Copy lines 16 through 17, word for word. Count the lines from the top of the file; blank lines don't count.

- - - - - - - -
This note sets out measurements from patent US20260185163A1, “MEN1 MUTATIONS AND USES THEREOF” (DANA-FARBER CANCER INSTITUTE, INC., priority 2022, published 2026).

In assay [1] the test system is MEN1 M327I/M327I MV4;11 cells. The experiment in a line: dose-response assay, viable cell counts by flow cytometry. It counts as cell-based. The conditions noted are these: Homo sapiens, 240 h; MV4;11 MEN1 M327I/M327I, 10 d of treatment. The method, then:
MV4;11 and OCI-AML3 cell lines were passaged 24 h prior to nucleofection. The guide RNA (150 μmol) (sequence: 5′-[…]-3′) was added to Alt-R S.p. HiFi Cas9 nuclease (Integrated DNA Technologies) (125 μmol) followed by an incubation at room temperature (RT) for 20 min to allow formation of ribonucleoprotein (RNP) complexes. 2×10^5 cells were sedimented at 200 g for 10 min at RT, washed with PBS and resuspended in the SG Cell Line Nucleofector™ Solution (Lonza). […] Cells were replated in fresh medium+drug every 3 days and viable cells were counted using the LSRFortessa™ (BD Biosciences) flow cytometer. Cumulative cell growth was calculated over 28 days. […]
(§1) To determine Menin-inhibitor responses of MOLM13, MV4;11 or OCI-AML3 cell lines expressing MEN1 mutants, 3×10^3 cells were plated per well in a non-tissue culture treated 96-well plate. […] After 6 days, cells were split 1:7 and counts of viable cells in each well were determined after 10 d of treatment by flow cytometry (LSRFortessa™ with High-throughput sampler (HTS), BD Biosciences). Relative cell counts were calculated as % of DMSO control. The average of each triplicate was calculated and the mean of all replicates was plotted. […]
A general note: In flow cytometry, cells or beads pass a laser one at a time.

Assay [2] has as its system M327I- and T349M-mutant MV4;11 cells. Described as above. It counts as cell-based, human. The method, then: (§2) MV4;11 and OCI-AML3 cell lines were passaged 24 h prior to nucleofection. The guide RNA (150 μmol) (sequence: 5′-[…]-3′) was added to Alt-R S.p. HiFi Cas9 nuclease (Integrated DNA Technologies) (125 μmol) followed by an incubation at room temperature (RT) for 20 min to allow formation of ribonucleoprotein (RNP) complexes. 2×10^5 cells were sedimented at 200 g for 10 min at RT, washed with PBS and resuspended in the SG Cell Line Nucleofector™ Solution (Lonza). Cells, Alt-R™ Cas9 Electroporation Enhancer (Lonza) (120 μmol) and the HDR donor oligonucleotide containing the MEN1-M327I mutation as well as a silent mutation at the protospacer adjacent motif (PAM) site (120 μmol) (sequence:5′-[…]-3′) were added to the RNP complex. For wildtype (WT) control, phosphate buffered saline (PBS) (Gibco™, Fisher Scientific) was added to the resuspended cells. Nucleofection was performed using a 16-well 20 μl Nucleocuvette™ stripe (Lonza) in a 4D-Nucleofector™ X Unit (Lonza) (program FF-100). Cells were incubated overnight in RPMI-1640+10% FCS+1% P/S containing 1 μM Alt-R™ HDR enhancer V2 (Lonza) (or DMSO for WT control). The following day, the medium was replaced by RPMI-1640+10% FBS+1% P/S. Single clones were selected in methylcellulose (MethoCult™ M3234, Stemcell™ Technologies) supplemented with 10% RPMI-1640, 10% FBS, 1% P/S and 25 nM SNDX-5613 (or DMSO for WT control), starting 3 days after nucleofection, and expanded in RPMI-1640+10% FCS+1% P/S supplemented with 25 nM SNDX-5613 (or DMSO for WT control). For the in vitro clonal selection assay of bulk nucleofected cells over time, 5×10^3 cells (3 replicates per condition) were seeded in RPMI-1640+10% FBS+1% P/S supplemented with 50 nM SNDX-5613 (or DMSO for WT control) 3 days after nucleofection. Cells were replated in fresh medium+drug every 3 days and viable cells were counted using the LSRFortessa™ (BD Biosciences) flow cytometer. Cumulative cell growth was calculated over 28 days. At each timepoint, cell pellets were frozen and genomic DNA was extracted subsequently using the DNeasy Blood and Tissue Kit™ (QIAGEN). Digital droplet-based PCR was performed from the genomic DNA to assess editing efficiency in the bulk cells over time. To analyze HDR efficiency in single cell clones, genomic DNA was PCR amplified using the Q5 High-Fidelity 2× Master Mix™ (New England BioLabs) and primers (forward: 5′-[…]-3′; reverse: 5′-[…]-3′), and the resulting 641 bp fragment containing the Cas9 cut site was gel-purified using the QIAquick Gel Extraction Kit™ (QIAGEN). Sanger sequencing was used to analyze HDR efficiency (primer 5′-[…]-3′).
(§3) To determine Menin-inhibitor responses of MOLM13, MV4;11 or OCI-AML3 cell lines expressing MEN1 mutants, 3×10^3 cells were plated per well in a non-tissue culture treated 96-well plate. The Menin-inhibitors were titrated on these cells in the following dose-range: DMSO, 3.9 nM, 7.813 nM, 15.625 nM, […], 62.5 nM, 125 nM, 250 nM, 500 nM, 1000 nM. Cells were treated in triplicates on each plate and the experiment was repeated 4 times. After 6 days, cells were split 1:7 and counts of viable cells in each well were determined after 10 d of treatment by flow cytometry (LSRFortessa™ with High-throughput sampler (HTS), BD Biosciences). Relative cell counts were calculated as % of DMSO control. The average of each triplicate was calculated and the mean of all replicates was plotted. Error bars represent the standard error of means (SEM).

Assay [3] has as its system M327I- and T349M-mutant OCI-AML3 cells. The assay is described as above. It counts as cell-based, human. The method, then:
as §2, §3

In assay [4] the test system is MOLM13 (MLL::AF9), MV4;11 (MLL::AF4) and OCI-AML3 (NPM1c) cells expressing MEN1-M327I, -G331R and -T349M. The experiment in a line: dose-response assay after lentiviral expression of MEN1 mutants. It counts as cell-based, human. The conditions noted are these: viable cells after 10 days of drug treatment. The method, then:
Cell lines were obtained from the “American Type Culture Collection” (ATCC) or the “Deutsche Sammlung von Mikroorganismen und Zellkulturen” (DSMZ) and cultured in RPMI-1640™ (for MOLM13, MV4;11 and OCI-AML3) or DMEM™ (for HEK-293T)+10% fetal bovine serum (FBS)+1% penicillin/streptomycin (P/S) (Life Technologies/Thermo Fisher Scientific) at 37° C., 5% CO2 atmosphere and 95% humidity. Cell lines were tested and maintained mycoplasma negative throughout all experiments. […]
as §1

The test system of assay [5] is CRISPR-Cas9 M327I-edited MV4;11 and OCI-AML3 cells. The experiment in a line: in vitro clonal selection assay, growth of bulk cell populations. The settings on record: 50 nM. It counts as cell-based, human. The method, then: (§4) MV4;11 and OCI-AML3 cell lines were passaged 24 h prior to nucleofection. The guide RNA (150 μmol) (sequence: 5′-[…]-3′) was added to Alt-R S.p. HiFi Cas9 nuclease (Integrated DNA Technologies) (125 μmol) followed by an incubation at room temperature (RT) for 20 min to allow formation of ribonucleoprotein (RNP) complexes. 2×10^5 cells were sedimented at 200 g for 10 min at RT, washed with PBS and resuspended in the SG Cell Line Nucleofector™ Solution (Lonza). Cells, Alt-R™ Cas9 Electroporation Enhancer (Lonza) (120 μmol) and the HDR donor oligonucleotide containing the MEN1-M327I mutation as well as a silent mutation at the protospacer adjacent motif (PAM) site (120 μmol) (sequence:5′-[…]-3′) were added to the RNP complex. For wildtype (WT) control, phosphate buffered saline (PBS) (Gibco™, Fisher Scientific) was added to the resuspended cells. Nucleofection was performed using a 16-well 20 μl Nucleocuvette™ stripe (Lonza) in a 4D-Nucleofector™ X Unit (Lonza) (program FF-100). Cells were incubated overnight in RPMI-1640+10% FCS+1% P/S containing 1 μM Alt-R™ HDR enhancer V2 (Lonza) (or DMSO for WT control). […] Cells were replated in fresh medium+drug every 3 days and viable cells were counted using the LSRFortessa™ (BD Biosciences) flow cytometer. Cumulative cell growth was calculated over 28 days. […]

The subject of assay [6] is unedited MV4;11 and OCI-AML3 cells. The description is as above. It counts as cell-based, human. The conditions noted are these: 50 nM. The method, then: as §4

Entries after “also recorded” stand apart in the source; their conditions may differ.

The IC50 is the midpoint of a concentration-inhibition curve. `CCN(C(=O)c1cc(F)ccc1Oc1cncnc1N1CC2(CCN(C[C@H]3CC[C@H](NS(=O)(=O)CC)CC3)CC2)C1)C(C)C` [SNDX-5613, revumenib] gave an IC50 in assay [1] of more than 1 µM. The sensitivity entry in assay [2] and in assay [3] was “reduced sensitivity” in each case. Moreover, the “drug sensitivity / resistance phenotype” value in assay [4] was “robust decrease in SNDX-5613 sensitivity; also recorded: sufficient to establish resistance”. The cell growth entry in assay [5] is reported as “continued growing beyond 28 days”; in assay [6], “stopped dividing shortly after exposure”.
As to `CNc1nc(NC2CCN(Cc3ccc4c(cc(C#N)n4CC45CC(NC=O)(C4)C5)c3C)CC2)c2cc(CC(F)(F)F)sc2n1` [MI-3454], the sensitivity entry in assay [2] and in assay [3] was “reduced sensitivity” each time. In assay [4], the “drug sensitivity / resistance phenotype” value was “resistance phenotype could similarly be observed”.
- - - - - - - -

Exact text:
The IC50 is the midpoint of a concentration-inhibition curve. `CCN(C(=O)c1cc(F)ccc1Oc1cncnc1N1CC2(CCN(C[C@H]3CC[C@H](NS(=O)(=O)CC)CC3)CC2)C1)C(C)C` [SNDX-5613, revumenib] gave an IC50 in assay [1] of more than 1 µM. The sensitivity entry in assay [2] and in assay [3] was “reduced sensitivity” in each case. Moreover, the “drug sensitivity / resistance phenotype” value in assay [4] was “robust decrease in SNDX-5613 sensitivity; also recorded: sufficient to establish resistance”. The cell growth entry in assay [5] is reported as “continued growing beyond 28 days”; in assay [6], “stopped dividing shortly after exposure”.
As to `CNc1nc(NC2CCN(Cc3ccc4c(cc(C#N)n4CC45CC(NC=O)(C4)C5)c3C)CC2)c2cc(CC(F)(F)F)sc2n1` [MI-3454], the sensitivity entry in assay [2] and in assay [3] was “reduced sensitivity” each time. In assay [4], the “drug sensitivity / resistance phenotype” value was “resistance phenotype could similarly be observed”.